The OpenAjax Alliance will try to get its OpenAjax Hub to version 1.0 and explore new areas ranging from IDE support to browser communications and security.
At its recently concluded spring meeting, the alliance achieved several milestones, including a near doubling of its membership, the endorsement of Microsoft, and release of its first deliverable, a release candidate of its Hub.
Yesterday, we spent a few minutes discussing OpenAjax’s short-term direction with Coach Wei, CTO and founder of Nexaweb Technologies, who is a member of the OpenAjax Alliance steering committee.
As mentioned, the nearest term goal is finalizing the OpenAjax Hub by tweaking performance and reducing the size of its footprint. Wei expects that version 1.0 of the hub, which already has drawn support from 11 vendors, to be out by summer.
According to Wei, this won’t be the final release of the hub. There will likely be future refinements, such as a dot release or maybe a full version 2.0, which may include work from related OpenAjax activities, such as what might come out of the communications task force.
The communications task force is looking at connection issues with browsers that could impact Ajax app performance. For instance, today, most web browsers are limited to maintaining two concurrent connections.
The web is designed for an HTTP stack which is request/response, said Wei. Hew noted that such models would break down if you adopted a push model, where servers proactively disseminate Ajax widgets, such as real-time trackers for items ranging from weather updates to plane arrival information, or quasi real-time securities trading.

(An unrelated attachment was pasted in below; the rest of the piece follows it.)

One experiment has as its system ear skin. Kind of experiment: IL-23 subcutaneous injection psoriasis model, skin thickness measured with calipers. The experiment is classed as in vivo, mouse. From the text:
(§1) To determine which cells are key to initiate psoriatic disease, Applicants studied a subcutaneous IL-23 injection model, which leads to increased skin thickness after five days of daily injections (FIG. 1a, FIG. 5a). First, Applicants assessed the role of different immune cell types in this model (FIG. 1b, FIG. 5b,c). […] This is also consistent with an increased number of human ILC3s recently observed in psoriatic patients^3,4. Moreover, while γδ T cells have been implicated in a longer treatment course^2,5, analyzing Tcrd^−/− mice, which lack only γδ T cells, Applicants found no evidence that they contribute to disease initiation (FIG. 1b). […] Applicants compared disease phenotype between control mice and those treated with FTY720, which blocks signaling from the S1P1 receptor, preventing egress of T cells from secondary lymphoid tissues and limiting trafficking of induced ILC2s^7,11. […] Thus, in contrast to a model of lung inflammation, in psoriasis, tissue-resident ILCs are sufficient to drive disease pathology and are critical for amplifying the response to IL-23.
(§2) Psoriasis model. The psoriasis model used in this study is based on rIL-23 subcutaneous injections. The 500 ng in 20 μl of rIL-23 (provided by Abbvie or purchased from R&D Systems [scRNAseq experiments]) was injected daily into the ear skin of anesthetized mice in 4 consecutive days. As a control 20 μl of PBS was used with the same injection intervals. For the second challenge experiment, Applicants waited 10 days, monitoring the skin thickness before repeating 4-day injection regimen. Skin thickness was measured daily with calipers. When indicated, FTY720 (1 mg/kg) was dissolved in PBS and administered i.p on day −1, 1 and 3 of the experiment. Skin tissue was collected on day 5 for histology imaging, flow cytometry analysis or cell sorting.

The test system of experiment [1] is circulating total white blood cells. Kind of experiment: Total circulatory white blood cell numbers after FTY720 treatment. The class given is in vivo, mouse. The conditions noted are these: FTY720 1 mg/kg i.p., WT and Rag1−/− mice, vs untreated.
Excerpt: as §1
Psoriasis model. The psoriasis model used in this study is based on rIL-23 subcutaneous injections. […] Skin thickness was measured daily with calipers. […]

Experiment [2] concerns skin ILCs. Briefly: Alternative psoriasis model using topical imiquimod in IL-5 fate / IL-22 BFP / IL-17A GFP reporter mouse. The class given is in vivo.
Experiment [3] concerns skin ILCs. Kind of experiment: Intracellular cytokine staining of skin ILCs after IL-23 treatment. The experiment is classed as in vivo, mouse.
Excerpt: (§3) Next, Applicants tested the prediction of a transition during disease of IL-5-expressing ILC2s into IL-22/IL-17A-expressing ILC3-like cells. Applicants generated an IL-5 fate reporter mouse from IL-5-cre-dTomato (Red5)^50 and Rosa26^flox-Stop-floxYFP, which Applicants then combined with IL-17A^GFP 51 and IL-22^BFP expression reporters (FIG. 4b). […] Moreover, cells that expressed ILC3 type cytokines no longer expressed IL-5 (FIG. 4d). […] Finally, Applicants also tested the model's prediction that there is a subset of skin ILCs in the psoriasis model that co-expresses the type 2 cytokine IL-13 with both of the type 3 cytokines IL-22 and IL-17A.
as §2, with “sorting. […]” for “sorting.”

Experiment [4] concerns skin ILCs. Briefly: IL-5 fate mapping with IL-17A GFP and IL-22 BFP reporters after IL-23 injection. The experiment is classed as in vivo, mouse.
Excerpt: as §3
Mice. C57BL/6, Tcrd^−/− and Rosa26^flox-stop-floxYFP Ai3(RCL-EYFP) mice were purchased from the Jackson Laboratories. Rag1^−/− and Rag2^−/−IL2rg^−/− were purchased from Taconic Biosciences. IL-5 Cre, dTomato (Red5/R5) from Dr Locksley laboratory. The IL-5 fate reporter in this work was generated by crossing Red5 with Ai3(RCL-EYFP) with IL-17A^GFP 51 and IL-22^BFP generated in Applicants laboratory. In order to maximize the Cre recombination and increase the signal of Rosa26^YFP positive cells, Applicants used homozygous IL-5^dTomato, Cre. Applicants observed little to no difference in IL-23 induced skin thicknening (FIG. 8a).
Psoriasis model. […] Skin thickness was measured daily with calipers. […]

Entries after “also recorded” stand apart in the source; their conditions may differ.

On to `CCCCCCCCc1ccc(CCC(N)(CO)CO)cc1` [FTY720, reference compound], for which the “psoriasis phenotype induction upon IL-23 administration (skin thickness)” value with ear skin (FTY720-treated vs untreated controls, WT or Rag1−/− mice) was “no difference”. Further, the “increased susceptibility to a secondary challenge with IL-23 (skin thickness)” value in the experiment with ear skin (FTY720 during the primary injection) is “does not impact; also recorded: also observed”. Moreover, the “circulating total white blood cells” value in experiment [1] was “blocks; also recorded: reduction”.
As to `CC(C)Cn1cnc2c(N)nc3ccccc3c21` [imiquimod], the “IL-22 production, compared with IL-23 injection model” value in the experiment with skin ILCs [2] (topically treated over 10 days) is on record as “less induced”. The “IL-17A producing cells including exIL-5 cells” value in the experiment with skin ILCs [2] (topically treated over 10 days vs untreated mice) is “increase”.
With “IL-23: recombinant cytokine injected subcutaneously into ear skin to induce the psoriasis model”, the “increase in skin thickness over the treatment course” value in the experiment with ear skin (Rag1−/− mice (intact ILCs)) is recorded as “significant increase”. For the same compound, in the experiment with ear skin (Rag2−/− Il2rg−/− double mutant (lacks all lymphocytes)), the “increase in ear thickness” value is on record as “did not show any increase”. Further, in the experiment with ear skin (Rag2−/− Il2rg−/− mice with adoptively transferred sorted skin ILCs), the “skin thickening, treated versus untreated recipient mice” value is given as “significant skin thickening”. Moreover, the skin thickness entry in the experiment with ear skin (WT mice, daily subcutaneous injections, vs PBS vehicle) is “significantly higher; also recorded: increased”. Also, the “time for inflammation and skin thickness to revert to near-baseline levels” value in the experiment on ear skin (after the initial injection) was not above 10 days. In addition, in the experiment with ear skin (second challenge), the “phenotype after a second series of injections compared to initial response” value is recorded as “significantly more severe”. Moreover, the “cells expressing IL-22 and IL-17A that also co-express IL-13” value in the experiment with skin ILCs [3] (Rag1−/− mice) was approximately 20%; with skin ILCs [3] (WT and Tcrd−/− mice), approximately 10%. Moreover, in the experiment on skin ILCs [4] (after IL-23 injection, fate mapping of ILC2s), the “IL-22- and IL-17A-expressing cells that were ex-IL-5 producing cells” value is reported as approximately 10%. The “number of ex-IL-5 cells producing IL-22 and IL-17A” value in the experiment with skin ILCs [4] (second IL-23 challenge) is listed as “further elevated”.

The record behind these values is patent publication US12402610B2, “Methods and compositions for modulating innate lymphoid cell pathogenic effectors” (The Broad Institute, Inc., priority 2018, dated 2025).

Admittedly, the fact that the OpenAjax Alliance is convening an activity does not necessarily mean it will spearhead technology or standards development. It’s likely that it will play more of an advocacy role to bring the browser matter up where it belongs, which would logically be in the W3C.
The alliance also has an IDE task force which isn’t developing new tools. Instead it is proposing ideas for how development tooling could consume widgets from other sources.
That remains a major challenge, Wei said, noting that the likely solution would be creating metadata definitions that would enable third party IDEs to consume foreign widgets or libraries.
What’s significant is that the IDE task force, which was initially driven by NetBeans, also counts Eclipse Foundation as a member. That doesn’t mean that Eclipse and NetBeans are suddenly settling their Java differences. Instead, they are both working on the group to find ways to populate Ajax widgets into their toolkits.